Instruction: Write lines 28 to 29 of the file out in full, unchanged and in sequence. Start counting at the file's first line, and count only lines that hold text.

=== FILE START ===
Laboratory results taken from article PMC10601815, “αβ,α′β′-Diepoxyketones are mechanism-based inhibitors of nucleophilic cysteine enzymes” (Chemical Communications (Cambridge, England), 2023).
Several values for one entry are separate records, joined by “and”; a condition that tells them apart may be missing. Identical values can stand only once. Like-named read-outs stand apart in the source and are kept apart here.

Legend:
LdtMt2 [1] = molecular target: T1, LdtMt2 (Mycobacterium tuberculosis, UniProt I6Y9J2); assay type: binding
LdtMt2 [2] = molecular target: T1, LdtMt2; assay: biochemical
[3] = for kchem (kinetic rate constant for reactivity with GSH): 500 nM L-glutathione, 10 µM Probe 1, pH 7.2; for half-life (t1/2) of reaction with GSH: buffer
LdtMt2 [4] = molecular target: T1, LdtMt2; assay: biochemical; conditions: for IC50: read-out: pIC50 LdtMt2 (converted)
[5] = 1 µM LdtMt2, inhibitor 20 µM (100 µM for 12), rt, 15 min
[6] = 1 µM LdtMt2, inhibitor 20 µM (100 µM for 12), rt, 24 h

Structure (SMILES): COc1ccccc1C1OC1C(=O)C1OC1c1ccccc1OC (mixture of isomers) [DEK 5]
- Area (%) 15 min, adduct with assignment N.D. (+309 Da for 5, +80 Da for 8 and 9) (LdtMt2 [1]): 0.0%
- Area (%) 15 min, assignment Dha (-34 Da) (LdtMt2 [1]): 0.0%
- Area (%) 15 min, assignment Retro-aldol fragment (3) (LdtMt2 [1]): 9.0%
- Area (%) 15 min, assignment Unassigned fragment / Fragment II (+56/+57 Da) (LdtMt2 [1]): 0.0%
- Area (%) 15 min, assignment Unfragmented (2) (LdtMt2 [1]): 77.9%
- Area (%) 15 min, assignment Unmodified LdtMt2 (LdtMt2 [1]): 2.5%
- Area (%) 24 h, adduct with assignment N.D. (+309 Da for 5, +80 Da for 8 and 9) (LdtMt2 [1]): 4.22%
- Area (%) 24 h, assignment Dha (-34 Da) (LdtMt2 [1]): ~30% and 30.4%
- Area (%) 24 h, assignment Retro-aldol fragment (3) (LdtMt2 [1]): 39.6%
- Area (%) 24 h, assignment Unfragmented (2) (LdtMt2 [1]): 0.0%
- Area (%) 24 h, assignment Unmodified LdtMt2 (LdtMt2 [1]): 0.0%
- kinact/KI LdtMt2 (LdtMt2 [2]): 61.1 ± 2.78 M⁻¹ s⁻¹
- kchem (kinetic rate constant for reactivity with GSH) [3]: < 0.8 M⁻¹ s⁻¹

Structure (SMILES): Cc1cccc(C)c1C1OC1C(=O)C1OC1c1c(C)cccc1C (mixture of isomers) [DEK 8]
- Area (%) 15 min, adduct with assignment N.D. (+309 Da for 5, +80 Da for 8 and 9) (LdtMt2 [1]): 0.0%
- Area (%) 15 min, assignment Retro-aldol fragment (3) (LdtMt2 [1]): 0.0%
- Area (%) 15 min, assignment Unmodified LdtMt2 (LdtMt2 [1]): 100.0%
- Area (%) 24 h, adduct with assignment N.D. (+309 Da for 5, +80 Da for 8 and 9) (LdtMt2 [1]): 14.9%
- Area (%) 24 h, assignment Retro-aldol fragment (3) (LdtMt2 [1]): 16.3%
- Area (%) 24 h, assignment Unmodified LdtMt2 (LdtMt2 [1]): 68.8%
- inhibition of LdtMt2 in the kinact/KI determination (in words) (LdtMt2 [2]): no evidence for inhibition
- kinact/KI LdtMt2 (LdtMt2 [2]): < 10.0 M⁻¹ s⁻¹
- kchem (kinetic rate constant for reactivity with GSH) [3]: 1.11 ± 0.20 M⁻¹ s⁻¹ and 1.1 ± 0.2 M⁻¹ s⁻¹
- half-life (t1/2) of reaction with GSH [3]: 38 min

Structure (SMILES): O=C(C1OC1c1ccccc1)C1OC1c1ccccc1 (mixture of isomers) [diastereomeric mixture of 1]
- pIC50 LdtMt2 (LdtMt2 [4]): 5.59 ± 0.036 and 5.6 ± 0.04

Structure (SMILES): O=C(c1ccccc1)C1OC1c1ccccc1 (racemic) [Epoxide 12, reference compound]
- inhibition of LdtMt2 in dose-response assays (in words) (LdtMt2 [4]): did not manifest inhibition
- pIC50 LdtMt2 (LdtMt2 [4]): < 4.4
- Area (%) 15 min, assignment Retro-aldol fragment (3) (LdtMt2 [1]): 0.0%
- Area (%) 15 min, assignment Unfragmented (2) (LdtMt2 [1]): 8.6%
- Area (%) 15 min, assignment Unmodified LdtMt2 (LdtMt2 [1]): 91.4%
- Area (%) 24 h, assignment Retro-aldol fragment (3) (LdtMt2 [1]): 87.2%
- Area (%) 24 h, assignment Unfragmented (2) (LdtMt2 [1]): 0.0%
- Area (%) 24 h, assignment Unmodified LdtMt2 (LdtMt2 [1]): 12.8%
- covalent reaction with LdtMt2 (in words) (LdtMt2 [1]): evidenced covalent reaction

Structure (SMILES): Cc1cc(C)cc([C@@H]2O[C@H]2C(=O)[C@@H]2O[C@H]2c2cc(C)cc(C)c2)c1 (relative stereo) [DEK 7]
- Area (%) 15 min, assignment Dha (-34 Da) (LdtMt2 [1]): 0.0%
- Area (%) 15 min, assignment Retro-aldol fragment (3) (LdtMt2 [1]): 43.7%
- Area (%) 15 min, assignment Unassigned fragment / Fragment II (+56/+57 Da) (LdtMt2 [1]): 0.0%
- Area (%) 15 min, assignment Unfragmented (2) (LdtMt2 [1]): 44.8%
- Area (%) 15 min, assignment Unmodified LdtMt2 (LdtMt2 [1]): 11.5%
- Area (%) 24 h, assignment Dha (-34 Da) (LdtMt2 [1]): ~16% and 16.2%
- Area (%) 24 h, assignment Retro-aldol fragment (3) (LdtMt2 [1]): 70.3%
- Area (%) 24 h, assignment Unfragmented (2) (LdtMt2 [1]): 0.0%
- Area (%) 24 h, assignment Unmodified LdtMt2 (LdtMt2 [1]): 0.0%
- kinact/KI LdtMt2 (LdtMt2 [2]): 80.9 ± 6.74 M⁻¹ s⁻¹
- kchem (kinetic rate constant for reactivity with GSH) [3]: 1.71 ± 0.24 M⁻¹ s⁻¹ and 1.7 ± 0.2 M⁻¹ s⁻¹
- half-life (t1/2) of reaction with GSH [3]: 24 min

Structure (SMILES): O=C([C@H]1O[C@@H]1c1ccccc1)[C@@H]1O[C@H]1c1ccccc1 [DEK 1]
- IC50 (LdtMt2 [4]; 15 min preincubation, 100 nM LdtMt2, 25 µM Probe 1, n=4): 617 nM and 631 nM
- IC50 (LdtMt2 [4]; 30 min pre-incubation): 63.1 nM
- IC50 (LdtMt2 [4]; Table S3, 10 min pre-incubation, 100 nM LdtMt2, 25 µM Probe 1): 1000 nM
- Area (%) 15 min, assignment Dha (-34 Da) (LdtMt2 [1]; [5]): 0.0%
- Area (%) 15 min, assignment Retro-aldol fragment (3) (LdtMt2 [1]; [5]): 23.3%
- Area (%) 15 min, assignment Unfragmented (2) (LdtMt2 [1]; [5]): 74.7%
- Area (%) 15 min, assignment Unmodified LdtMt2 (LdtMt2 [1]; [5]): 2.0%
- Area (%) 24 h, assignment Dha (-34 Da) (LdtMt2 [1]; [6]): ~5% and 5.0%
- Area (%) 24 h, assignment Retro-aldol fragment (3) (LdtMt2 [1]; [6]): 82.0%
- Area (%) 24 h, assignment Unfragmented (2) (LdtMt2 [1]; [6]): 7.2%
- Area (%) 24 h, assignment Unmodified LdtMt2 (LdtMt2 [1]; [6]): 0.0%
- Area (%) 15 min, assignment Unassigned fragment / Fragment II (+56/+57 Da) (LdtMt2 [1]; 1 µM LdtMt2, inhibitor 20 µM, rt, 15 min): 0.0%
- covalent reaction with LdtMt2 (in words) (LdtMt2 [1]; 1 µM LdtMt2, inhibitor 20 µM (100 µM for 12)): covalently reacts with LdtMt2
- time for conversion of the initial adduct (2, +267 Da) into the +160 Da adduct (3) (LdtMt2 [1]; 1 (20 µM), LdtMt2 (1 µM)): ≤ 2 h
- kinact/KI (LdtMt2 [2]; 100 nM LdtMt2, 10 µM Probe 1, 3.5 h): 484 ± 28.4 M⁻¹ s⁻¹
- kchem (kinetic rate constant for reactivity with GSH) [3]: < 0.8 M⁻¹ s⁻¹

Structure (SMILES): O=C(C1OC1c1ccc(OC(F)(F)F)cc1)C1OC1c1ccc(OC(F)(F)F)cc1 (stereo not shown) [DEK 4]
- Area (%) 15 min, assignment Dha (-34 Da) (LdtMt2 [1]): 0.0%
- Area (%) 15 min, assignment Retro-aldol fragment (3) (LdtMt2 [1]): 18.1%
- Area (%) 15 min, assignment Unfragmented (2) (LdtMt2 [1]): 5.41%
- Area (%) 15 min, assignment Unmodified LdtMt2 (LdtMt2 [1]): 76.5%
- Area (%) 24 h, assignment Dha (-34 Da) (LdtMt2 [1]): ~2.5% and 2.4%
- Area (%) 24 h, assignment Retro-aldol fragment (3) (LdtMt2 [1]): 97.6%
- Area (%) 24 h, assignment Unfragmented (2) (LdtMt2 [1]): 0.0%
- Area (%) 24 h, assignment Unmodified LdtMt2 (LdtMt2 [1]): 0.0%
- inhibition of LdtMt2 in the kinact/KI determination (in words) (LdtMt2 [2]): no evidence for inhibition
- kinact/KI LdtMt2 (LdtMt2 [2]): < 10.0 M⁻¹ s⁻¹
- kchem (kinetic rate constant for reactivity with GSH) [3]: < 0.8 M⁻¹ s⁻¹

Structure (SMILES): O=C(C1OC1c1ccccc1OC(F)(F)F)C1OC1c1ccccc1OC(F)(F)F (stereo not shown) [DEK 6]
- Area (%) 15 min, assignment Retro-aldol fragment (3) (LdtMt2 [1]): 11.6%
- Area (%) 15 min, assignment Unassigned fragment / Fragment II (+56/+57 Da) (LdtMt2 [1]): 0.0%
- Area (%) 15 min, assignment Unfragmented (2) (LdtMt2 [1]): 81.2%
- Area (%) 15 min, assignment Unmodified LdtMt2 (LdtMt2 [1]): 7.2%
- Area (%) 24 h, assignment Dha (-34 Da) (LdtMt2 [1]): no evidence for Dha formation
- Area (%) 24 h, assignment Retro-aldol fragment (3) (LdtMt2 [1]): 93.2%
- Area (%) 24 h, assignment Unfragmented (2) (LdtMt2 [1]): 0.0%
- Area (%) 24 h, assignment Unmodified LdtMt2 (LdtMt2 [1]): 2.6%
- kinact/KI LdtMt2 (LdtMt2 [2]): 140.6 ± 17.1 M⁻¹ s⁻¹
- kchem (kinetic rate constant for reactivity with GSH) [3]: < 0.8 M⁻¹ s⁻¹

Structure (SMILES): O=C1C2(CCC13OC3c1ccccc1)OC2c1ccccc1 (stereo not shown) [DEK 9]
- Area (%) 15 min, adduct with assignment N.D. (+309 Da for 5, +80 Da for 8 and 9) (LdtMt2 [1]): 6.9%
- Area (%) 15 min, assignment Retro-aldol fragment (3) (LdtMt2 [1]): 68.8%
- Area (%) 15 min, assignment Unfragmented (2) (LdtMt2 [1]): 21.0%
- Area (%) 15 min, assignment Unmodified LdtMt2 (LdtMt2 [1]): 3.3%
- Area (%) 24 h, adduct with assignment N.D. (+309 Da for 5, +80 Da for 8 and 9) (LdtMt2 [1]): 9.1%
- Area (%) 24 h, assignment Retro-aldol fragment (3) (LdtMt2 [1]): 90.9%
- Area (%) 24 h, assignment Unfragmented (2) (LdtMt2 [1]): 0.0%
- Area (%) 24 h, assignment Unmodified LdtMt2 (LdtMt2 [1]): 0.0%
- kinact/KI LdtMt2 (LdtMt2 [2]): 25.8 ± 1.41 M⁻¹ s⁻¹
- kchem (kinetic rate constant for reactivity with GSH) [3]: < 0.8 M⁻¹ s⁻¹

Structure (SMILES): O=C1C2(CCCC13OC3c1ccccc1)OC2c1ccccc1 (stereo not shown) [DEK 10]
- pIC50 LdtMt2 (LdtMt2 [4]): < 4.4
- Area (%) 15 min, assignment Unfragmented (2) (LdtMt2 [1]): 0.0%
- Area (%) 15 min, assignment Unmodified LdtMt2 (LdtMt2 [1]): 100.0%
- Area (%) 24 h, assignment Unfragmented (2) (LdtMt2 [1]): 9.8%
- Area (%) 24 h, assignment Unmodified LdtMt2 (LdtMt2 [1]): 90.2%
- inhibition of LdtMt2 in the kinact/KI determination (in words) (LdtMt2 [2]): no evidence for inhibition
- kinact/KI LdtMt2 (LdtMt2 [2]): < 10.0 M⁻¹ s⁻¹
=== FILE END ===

- Area (%) 24 h, adduct with assignment N.D. (+309 Da for 5, +80 Da for 8 and 9) (LdtMt2 [1]): 14.9%
- Area (%) 24 h, assignment Retro-aldol fragment (3) (LdtMt2 [1]): 16.3%